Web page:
It would have been tasteless to propose a vote of thanks to the IRA for making possible two schemes on the shortlist, Ian Ritchie's Dublin Spire and, of course, Swiss Re. There could have been something else to raise a glass to, however: the 1960s.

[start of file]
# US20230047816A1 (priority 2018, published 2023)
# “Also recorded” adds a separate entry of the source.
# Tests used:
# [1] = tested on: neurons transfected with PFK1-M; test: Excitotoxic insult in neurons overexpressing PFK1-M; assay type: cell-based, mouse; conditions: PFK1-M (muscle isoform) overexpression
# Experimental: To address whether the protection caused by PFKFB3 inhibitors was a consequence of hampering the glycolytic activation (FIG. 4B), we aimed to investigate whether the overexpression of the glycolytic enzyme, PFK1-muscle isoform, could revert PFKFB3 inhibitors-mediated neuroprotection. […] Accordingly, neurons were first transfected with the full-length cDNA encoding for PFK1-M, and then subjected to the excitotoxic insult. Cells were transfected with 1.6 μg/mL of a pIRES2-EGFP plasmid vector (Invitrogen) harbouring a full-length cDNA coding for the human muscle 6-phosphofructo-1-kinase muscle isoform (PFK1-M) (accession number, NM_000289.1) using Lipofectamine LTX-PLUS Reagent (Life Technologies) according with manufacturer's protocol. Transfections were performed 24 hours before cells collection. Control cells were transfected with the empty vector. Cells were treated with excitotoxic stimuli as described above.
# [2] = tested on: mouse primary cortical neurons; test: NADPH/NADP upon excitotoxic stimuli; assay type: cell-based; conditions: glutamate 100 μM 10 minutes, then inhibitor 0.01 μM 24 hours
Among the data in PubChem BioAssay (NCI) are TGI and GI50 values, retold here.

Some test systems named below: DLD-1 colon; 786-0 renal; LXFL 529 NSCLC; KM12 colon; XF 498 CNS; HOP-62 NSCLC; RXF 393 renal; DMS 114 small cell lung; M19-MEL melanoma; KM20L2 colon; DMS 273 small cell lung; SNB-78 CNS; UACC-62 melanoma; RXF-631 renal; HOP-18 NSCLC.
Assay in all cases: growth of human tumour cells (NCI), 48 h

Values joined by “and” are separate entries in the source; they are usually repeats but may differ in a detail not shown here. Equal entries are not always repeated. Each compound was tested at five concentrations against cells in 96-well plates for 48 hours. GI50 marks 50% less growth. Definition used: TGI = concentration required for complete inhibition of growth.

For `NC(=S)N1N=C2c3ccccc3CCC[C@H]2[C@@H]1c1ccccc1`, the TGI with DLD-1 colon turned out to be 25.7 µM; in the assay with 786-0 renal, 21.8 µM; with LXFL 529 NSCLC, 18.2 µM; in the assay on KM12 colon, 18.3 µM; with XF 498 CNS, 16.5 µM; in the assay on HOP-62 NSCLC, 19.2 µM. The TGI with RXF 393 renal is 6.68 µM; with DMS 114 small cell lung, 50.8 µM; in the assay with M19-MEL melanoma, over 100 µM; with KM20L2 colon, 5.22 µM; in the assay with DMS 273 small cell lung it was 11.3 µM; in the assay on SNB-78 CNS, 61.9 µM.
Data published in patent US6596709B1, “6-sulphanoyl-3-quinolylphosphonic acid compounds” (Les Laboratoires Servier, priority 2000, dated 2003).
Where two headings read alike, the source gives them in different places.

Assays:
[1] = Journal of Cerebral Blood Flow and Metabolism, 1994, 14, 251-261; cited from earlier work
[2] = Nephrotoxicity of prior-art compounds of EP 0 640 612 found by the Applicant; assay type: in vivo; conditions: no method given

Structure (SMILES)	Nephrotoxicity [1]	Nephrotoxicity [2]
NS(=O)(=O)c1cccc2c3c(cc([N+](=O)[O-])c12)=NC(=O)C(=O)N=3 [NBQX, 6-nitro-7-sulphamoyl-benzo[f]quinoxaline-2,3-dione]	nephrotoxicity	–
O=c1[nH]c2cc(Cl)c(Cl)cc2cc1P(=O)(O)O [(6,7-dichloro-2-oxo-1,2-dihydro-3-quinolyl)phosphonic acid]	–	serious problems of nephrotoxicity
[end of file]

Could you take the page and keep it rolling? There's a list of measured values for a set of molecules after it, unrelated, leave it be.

Most of the shortlisted schemes owed their design thinking to that fabulous decade (whatever Tony Blair thinks). Foster explained to architecture minister Andrew McIntosh how the idea for the 'gherkin' had its origins in the thinking behind the Willis Faber office building in Ipswich, and obviously the Archigram boys are building out what they dreamed 40 years ago (Janet Street-Porter wore a 1965 silver dress in their honour). Dublin's Nelson's Column was destroyed in the '60s, and conceptually the urban design scheme at Coventry relates to that decade, with its public art and big symbolism. The claims made for the City Academy sounded very much like those made for comprehensives in about 1965. Of course, they lacked multi-millionaire 'sponsors'.